My Thinkpad's battery life had gotten pathetic. When I first bought my R61i in April 2008, its 7 cells could endure 4 solid hours of continuous use before needing to be recharged. But after 22 months of heavy use, it could hold a charge for about 25 minutes. Lenovo sells replacement batteries for $143, but I found a seller on Amazon who was selling the same 9-cells listed on Lenovo's site for $45. My laptop's battery only has 7 cells, but I didn't process this before ordering.
The battery sat in the mailbox I never check for a week before I thought to check for it there. Sitting in a mailbox for a week in Fairbanks, Alaska in January probably wasn't great for the life of the battery, but thankfully lithium-ion electrolytes won't freeze above -40 C. After I got the battery, I finally noticed that it didn't fit in my Thinkpad R61i. Rather than return the battery, I decided it would be less hassle to figure out how to make this battery work than to return it.
Li-ion batteries are pretty dangerous, as it happens. Consumers should never open an Li-ion battery's protective case, but I did anyways. Note: this is very dangerous, and probably a bad idea. Knowing full well that Li-ion batteries can ignite or explode if mishandled or punctured, I very carefully opened the new battery I bought online with a pocket knife to see what was inside.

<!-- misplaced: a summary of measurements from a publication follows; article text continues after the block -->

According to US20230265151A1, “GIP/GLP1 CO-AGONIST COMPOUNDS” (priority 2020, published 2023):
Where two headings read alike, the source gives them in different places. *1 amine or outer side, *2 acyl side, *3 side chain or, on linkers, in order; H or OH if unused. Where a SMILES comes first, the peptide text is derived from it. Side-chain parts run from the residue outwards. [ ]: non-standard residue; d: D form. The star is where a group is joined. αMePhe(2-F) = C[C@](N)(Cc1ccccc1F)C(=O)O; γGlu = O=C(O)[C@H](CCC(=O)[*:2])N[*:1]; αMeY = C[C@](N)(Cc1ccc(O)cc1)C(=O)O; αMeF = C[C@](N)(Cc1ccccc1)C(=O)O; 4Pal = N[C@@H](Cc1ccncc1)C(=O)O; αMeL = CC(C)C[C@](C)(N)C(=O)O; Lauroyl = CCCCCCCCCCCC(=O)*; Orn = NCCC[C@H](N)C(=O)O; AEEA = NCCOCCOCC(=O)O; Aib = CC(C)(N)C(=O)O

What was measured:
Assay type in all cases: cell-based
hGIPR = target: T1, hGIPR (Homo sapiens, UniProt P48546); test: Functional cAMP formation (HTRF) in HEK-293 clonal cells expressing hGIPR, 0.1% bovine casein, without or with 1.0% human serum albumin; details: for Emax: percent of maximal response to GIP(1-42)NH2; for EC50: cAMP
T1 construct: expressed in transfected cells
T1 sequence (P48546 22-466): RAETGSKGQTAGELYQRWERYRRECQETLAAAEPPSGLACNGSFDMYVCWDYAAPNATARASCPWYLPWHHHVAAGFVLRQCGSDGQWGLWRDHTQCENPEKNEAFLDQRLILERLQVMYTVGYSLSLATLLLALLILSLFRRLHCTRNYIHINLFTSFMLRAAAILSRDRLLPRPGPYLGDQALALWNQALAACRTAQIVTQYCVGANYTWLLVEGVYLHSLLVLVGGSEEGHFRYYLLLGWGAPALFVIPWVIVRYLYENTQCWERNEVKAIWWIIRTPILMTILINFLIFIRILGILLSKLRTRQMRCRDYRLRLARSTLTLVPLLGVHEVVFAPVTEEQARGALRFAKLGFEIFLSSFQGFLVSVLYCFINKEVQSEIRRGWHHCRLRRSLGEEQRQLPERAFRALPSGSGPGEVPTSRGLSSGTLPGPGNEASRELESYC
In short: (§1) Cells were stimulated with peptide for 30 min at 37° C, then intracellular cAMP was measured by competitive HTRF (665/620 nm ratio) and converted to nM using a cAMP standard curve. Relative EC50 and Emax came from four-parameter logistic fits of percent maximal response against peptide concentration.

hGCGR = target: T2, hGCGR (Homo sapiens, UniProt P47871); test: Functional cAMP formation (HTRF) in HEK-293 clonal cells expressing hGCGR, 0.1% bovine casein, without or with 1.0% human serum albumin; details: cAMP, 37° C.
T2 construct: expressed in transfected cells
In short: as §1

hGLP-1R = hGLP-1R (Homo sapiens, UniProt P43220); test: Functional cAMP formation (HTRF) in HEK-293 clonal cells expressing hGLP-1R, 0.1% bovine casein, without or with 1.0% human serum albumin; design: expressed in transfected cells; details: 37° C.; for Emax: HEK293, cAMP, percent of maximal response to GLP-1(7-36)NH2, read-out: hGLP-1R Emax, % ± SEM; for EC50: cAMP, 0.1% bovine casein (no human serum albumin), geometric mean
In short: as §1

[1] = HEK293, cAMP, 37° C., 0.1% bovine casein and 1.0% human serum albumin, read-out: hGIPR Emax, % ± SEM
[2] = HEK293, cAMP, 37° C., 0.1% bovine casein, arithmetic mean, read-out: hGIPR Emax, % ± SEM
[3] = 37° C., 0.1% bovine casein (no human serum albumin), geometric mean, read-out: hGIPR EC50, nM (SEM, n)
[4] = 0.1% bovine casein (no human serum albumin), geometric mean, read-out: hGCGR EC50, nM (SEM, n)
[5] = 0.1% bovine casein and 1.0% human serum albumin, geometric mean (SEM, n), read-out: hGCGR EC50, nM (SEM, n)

I first tried to make this new battery fit into my laptop's battery slot by trimming the plastic, but realized that the locking mechanism and dimensions couldn't be made to fit easily. Once I got the case apart, I was able to test that the new battery would work with my laptop by plugging in the short connector cord, fully expecting both the battery and my laptop to burst into a spectacular carmine blaze.
However, the new battery worked fine without so much as a beep or an entry in the system log. At this point I decided to replace my original laptop's innards with the guts of the new battery.
Getting the original 7-cell battery apart was much more difficult and time-consuming than the new 9-cell, but I finally succeeded and didn't break too much plastic in the process.
I was cautiously optimistic that I could just swap out the Li-ion cells directly, but the original battery had electronics around every cell. Probably these electronics are to keep the battery from exploding.
It was pretty obvious beforehand that not all the cells would fit in the original case. After removing the old cells, I removed excess plastic inside that was getting in the way and cut slots on the back so that 3 cells could just hang from the back of the case. Note: this is also probably a bad idea, since puncturing an Li-ion could cause it to ignite, and metal fires are serious business.
Those warnings aside, I covered everything in electrical tape, including some stripes to match the art on the back of my display, plugged in the frankensteinian battery, and it continues to work! At the time of this writing, it hasn't even exploded yet. I will update this post if/when it does ignite or explode, supposing I survive the incident. The TSA screeners will probably have some questions for me if I ever decide to board an airplane with this thing, but it probably looks just like any other laptop battery on an X-ray scanner.
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